While many of his British contemporaries endorsed imperial interests and helped consolidate the Raj, Ray’s questioning of the legitimacy of imperial control, and his views on India’s future, are an important indicator of how opinion in India was likely to evolve. His views were probably shared by some of his fellow Indian students at the University of Edinburgh at this time.

After his return from Edinburgh, Ray joined Presidency College, Calcutta as temporary Assistant Professor of Chemistry in 1889. He was the president of the 1920 session of the Indian Science Congress. Over the course of his career, Ray published innumerable papers. He had written 107 papers in all branches of Chemistry by 1920 (Petitjean et al. 1992). In 1902, he published the first volume of A History of Hindu Chemistry from the Earliest Times to the Middle of Sixteenth Century. The second volume was published in 1909. He donated money regularly towards welfare of Sadharan Brahmo Samaj, Brahmo Girls’ School and Indian Chemical Society (Lourdusamy, 2004). He remained a bachelor throughout his life. A remarkable man, Prafulla Chandra Ray passed away in Calcutta on 16 June 1944 aged 82.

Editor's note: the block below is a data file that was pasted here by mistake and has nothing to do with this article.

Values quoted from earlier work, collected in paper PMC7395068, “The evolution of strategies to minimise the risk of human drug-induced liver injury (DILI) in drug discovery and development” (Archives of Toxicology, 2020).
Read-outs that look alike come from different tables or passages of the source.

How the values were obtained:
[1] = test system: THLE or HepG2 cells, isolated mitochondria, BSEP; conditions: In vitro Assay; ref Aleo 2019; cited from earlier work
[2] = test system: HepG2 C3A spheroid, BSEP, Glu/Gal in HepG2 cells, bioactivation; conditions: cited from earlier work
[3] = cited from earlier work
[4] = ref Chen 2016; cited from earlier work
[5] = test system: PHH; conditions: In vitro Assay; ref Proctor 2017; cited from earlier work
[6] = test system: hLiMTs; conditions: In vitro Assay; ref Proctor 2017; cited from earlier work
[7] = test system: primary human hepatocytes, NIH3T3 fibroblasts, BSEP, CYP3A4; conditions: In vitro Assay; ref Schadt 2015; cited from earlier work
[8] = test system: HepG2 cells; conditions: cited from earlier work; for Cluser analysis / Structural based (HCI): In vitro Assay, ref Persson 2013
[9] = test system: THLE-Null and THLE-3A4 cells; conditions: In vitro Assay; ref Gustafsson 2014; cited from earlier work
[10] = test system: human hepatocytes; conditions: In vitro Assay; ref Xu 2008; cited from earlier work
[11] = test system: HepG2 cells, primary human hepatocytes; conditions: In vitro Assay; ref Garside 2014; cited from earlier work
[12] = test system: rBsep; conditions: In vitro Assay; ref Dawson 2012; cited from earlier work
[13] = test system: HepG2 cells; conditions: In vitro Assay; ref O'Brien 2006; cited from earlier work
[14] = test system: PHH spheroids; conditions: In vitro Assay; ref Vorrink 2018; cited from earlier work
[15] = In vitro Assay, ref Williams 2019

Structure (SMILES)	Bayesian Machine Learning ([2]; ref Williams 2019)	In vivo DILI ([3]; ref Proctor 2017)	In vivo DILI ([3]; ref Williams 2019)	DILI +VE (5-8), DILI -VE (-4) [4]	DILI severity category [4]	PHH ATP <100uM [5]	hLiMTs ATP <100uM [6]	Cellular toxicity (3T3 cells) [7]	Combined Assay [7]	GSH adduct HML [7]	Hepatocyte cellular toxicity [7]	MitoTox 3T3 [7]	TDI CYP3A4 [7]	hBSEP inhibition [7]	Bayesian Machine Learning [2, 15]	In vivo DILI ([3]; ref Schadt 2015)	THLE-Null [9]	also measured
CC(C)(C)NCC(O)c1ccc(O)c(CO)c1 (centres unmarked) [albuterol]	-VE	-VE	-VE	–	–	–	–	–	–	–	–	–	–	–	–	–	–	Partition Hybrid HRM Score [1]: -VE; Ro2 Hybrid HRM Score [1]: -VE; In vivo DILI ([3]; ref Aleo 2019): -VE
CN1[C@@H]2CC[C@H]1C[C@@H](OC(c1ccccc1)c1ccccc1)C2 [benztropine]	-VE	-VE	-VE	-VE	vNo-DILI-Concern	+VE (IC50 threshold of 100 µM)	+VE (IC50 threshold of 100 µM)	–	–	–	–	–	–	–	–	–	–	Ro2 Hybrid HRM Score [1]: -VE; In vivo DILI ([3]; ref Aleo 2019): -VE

Dasgupta, U, 2011,  Science and Modern India: An Institutional History, C. 1784–1947. Pearson Education India. p. 137, available at https://books.google.com/books?id=lrx3wLz4itkC&pg=PA137

Gillespie. C. C.. (Ed.). 1975, Dictionary of Scientific Bioaraohv. 16 Vols., New York, Charles Scribner’s Sons for the American Council of Learned Societies, Vol 11, pps. 318-19.

Lourdusamy, J, 2004, Science and National Consciousness in Bengal: 1870–1930, Orient Blackswan.

Mill, H. R., Autobiography, London, Longman Green & Co.,1951, p.38.

“Obituary: Sir Prafulla Chandra Ray”. Journal of the Indian Chemical Society. XXI: 253–260. 1944

Patrick Petitjean, P, Jami, C and Moulin, A.M., 1992, Science and Empires: Historical Studies about Scientific Development and European Expansion, Springer, available at: https://books.google.com/books?id=JnUeeLgYaowC&pg=PA66. Retrieved 30 September 2013.

Ray, P. C., 1886, India Before and After the Mutiny. Edinburgh, E. & S. Livingstone

Ray, P.C.,, 1932,  Life and Experiences of a Bengali Chemist, Volume One, The Asiatic Society, Calcutta